9. It is further submitted by the learned Additional Public Prosecutor that as per Section 23(4) of the Drugs and Cosmetics Act, 1940, the Inspector should restore one portion of a sample to the person from whom he takes it. In this case, only one vial was seized. Hence it could not be sent to the Government Analysis for test. The Fortum Injection which was available in the said St.Isable Hospital was sent for analysis and found that the drug was not of standard quality by the Government analysis and a separate case has been initiated against M/s.Moti and Company, which is pending trial on the file of the III Assistant City Civil Court, Chennai in C.C.No.34 of 2014.

10. The learned Additional Public Prosecutor further submitted that it is proved by Ex.P6, Fortum Injections LOTN 730 MO1 seized from the premises of PW2, was supplied by the respondents. The respondents failed to produce the purchase bill for batch number LOTN 730. M/s.Glaxo India Private Limited, the original manufacturer of Fortum Injection had not supplied the Fortum Injection to the respondents. Further PW6 on physical examination of MO1 stated that MO1 is not the product of M/s.Glaxo India Private Limited. The respondents knowing well that they were dealing with spurious medicine, in order to hide the fact had deliberately prepared the sales Invoice by not mentioning the correct batch numbers. The respondent could not be exempted as per Section 19(3) (b) of the Drugs and Cosmetics Act, 1940, since they have purchased spurious drugs in batch number LOTN 730 from A1 and A2 without producing the bill and sold the same by manipulating the batch number. In this case PW1 is the Drug Inspector, Adyar Range, who conducted the verification and inspection of Drugs in the premises of PW2, M/s.Kalpana Pharmacy and seized MO1. PW2 is the Proprietor of M/s.Kalpana Pharmacy who admitted about verification, seizure of MO1 and purchase from A3, PW3 is the witness for the seizure of MO1. PW4 and PW14 are the witnesses from St.Isable Hospital, who stated about the purchase of Fortum Injection from the respondents. PW11 is the Inspector of CBCID Chennai, Metro who stated about arrest of Sengaiyan and Devarajan by CBCID Police. From their confession, it is seen that A1 in this case had purchased 800 vials, out of which 360 vials was purchased by A3 through A2. A4 to A7 who are the Directors and Manager of A3 firm has knowingly dealt with the spurious drugs.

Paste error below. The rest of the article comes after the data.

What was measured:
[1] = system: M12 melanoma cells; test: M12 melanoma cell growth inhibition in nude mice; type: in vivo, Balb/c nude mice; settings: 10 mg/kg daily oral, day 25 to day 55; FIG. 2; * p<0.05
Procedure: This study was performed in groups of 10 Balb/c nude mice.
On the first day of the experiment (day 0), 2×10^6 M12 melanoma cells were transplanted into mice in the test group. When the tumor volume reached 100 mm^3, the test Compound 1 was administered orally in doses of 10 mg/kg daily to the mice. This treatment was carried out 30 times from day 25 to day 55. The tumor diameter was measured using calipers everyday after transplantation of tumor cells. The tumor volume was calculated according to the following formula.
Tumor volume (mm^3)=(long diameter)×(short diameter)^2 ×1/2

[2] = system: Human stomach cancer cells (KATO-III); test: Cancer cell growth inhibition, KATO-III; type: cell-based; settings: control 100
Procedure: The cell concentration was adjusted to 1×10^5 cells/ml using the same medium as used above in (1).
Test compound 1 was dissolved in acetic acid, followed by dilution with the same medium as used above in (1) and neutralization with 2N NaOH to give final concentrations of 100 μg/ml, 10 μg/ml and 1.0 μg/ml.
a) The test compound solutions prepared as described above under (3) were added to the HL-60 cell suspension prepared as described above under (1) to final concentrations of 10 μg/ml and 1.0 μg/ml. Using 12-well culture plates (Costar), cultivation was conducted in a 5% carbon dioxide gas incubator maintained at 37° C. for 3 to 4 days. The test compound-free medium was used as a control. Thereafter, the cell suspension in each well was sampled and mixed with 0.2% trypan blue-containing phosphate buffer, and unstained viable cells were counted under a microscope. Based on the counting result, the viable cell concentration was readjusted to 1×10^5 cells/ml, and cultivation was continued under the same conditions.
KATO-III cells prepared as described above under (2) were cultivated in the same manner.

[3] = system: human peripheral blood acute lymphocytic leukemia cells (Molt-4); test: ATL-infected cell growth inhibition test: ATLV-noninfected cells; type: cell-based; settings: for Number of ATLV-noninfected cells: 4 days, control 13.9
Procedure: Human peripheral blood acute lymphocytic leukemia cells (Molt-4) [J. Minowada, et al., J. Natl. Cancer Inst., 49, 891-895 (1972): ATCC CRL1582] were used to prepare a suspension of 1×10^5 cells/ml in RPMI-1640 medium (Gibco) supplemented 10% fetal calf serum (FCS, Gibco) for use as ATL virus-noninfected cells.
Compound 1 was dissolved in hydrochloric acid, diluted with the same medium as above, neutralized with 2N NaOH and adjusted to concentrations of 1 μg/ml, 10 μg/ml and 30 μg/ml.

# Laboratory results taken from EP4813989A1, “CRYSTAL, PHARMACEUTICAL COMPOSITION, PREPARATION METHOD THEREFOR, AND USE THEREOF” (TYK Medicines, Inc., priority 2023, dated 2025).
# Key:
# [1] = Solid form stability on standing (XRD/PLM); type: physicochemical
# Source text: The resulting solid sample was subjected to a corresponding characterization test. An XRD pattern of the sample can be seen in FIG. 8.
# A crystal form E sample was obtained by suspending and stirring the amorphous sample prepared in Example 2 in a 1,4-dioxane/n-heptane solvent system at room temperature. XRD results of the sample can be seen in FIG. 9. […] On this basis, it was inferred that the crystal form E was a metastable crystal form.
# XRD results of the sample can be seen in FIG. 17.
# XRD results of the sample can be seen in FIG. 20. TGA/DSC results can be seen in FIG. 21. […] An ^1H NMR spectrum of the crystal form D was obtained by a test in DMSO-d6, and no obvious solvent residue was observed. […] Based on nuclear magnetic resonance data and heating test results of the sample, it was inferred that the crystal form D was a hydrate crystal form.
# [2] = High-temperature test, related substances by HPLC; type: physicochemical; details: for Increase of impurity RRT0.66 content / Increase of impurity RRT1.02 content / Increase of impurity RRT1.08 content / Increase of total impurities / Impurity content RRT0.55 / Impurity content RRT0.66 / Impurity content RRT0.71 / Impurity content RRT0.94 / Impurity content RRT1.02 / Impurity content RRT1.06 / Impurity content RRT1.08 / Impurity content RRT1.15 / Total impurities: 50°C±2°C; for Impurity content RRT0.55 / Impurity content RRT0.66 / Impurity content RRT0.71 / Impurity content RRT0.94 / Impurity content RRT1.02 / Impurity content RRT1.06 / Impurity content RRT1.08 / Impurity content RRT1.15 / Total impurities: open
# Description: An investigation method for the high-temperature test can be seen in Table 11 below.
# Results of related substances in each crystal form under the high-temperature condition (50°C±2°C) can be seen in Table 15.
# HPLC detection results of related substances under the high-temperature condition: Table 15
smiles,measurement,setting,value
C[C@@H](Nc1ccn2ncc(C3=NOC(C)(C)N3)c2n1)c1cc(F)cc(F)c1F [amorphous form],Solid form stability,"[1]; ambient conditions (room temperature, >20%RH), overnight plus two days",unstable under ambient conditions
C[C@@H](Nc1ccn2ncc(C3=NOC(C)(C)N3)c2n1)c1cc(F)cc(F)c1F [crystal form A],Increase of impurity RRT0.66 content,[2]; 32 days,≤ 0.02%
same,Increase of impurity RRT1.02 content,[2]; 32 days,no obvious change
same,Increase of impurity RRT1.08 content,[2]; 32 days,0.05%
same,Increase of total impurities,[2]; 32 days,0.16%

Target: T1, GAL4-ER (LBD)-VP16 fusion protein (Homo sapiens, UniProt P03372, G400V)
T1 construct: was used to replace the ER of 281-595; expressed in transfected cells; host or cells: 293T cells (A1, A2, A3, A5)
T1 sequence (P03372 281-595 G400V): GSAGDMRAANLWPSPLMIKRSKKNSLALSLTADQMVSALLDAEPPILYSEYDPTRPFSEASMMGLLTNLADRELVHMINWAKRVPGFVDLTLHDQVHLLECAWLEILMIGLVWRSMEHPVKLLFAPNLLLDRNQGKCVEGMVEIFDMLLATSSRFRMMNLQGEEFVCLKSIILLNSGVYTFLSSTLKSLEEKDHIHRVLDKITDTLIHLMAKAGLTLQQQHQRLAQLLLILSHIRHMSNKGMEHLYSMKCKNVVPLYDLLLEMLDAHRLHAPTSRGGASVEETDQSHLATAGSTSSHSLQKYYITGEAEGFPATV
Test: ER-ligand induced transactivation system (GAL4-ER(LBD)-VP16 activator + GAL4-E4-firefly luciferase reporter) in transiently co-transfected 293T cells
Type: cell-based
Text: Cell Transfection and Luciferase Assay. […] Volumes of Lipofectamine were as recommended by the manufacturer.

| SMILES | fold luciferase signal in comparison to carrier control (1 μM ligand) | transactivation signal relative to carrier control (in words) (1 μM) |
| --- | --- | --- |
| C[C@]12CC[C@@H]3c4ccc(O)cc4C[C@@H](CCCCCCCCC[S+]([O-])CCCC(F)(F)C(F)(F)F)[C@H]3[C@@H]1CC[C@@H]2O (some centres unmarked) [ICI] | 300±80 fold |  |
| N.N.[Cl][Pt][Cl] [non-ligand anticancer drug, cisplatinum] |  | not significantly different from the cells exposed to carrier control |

11. Further, MO1 was not manufactured by M/s.Glaxo India Private Limited, which is proved by PW6 by comparing MO1 with MO2. The witnesses from M/s.Glaxo India Limited PW7, PW8 and PW16 clearly stated the batch numbers of Fortum Injection and supply of the same to its authorized dealer M/s.Glaxo had not supplied any Fortum Injection to A3. The witnesses/PW2 and PW3 had clearly spoken about the seizure of MO1 by PW1. The Drug Inspectors PW1, PW5, PW9, PW10 and PW12 have clearly spoken about the Special Investigation conducted by them. PW5 conducted major portion of the investigation in this case, sent notices to A3 to A7 and received the reply. In the reply [Exs.P23 to P26] it is found that A3 to A7 admitted about the supply of Fortum Injection to PW2. The missing of last digit of batch numbers was due to constrain of the computer used by them. This Fortum Injection was purchased by them from M/s.Selvam Medicals. When PW1 and PW5 went to the premises of M/s.Selvam Medicals, it was closed and vacated. The Proprietor of Selvam Pharmacy was not available. Thereafter, the Controller of Drug lodged a complaint to E-1 Mylapore Police in Crime No.166 of 1999, later it was transferred by the order of DGP to the CBCID Police, who arrested Sengaiyan and Devarajan, they confessed about manufacture and selling of spurious drugs. The said Devarajan sold the spurious drugs to A1 medical shop, 57 vials of Fortum Injection was seized from A2, who dealt with spurious drugs handed over the same to A3. Thereafter A3 had supplied to PW2 and St.Isable Hospital which could be seen from the confession of Sengaiyan and Devarajan and was also on the confession of A1 and A2.

12. The trial Court failed to look into these facts and acquitted the respondents/A3 and A4 on a wrong premise. Hence, prayed for setting aside the judgment of trial Court.